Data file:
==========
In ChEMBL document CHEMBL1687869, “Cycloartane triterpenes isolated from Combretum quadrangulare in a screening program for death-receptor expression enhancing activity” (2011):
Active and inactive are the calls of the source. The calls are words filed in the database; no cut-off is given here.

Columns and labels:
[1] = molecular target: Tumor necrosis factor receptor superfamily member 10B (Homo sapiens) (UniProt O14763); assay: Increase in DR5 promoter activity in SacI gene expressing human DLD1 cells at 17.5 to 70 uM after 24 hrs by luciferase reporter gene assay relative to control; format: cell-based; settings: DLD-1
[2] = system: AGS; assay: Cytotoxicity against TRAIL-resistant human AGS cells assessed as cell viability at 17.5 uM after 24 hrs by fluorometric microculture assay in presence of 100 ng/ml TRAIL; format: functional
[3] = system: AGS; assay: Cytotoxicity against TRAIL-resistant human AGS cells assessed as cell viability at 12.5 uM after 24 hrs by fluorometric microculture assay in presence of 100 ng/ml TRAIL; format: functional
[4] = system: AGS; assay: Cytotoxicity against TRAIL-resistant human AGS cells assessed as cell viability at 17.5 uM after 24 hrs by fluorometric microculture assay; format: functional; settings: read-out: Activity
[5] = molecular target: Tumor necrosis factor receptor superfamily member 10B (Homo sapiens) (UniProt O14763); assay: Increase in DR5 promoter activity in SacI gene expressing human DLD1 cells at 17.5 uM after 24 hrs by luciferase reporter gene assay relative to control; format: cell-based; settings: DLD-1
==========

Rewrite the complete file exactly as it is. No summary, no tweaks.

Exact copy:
In ChEMBL document CHEMBL1687869, “Cycloartane triterpenes isolated from Combretum quadrangulare in a screening program for death-receptor expression enhancing activity” (2011):
Active and inactive are the calls of the source. The calls are words filed in the database; no cut-off is given here.

Columns and labels:
[1] = molecular target: Tumor necrosis factor receptor superfamily member 10B (Homo sapiens) (UniProt O14763); assay: Increase in DR5 promoter activity in SacI gene expressing human DLD1 cells at 17.5 to 70 uM after 24 hrs by luciferase reporter gene assay relative to control; format: cell-based; settings: DLD-1
[2] = system: AGS; assay: Cytotoxicity against TRAIL-resistant human AGS cells assessed as cell viability at 17.5 uM after 24 hrs by fluorometric microculture assay in presence of 100 ng/ml TRAIL; format: functional
[3] = system: AGS; assay: Cytotoxicity against TRAIL-resistant human AGS cells assessed as cell viability at 12.5 uM after 24 hrs by fluorometric microculture assay in presence of 100 ng/ml TRAIL; format: functional
[4] = system: AGS; assay: Cytotoxicity against TRAIL-resistant human AGS cells assessed as cell viability at 17.5 uM after 24 hrs by fluorometric microculture assay; format: functional; settings: read-out: Activity
[5] = molecular target: Tumor necrosis factor receptor superfamily member 10B (Homo sapiens) (UniProt O14763); assay: Increase in DR5 promoter activity in SacI gene expressing human DLD1 cells at 17.5 uM after 24 hrs by luciferase reporter gene assay relative to control; format: cell-based; settings: DLD-1